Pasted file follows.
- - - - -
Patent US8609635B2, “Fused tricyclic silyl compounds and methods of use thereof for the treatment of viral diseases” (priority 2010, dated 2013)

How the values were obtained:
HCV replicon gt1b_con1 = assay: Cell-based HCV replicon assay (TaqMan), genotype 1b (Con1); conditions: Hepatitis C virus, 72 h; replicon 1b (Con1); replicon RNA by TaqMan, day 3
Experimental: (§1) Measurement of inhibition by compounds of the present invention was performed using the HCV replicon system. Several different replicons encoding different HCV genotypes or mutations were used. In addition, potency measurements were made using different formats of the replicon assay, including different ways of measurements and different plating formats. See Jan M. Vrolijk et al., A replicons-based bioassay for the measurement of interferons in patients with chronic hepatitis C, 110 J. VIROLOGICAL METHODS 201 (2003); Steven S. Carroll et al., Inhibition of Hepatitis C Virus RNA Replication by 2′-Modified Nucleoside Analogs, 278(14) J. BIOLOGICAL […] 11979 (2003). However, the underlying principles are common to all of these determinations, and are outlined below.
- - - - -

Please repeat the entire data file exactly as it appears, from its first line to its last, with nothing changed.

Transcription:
Patent US8609635B2, “Fused tricyclic silyl compounds and methods of use thereof for the treatment of viral diseases” (priority 2010, dated 2013)

How the values were obtained:
HCV replicon gt1b_con1 = assay: Cell-based HCV replicon assay (TaqMan), genotype 1b (Con1); conditions: Hepatitis C virus, 72 h; replicon 1b (Con1); replicon RNA by TaqMan, day 3
Experimental: (§1) Measurement of inhibition by compounds of the present invention was performed using the HCV replicon system. Several different replicons encoding different HCV genotypes or mutations were used. In addition, potency measurements were made using different formats of the replicon assay, including different ways of measurements and different plating formats. See Jan M. Vrolijk et al., A replicons-based bioassay for the measurement of interferons in patients with chronic hepatitis C, 110 J. VIROLOGICAL METHODS 201 (2003); Steven S. Carroll et al., Inhibition of Hepatitis C Virus RNA Replication by 2′-Modified Nucleoside Analogs, 278(14) J. BIOLOGICAL […] 11979 (2003). However, the underlying principles are common to all of these determinations, and are outlined below.